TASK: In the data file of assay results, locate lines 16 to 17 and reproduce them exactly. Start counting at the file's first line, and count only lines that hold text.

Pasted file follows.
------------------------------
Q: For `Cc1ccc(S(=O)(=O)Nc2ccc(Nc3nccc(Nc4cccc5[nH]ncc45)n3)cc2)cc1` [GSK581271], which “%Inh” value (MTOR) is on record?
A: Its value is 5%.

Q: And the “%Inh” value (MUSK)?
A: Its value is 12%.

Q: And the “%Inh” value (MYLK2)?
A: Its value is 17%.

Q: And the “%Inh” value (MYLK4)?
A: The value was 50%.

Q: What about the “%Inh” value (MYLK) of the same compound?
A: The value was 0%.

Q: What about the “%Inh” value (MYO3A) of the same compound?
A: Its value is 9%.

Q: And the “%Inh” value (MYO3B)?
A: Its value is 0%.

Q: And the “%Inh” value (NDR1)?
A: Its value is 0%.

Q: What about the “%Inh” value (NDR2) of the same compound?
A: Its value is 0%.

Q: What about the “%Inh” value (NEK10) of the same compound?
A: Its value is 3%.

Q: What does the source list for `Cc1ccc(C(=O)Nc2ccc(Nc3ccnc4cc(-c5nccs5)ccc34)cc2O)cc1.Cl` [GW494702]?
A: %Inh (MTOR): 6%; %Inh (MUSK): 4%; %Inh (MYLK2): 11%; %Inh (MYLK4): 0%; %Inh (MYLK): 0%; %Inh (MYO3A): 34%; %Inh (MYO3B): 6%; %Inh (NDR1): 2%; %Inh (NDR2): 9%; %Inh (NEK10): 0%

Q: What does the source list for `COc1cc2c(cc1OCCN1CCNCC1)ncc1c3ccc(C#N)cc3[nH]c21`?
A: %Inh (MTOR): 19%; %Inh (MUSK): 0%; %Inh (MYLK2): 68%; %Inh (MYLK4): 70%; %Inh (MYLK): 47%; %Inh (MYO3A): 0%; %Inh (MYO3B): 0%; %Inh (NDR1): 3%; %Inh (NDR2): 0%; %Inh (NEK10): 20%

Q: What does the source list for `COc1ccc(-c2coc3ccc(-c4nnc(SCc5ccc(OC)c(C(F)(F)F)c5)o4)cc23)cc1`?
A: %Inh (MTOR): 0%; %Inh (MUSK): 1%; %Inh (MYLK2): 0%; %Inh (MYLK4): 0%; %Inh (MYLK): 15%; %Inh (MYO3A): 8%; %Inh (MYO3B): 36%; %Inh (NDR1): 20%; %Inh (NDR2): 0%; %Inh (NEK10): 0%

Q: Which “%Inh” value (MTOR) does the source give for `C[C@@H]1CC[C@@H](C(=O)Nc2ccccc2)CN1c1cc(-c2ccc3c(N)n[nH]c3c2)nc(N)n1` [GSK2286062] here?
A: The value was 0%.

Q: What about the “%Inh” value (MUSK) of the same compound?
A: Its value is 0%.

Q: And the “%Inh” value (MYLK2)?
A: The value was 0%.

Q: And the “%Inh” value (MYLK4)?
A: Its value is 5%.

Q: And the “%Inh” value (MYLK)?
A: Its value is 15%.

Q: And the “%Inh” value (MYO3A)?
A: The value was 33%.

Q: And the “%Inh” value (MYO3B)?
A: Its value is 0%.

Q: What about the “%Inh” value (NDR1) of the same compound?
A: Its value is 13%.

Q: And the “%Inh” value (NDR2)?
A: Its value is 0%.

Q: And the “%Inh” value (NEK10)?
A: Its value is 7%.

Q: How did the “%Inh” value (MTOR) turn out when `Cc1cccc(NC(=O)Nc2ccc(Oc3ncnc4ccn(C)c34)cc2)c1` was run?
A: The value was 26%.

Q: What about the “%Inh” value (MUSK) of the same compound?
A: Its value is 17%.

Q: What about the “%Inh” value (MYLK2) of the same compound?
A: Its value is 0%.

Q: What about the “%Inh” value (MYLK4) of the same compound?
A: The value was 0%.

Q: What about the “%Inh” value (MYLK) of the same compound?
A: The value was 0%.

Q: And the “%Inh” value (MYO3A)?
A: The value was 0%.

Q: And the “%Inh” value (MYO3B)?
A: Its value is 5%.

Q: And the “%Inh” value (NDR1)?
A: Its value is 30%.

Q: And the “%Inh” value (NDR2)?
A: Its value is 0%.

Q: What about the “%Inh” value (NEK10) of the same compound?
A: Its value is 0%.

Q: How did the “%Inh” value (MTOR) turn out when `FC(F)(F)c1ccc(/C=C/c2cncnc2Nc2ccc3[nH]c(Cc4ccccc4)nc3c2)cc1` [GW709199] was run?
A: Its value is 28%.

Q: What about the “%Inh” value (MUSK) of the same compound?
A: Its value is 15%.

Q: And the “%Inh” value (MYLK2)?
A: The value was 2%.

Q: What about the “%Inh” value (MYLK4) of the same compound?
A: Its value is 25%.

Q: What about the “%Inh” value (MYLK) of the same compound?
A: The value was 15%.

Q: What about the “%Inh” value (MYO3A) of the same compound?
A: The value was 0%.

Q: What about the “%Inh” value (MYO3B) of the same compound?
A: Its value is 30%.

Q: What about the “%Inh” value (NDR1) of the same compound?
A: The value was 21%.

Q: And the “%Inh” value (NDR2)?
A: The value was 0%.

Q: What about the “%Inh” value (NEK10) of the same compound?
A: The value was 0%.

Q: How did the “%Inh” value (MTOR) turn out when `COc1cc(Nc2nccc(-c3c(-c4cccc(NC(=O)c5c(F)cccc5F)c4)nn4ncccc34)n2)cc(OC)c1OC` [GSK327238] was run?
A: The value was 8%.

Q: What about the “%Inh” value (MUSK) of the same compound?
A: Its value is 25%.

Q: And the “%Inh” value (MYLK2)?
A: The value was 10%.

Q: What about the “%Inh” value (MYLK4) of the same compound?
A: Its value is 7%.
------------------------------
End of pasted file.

A: Its value is 0%.

Q: What about the “%Inh” value (NDR2) of the same compound?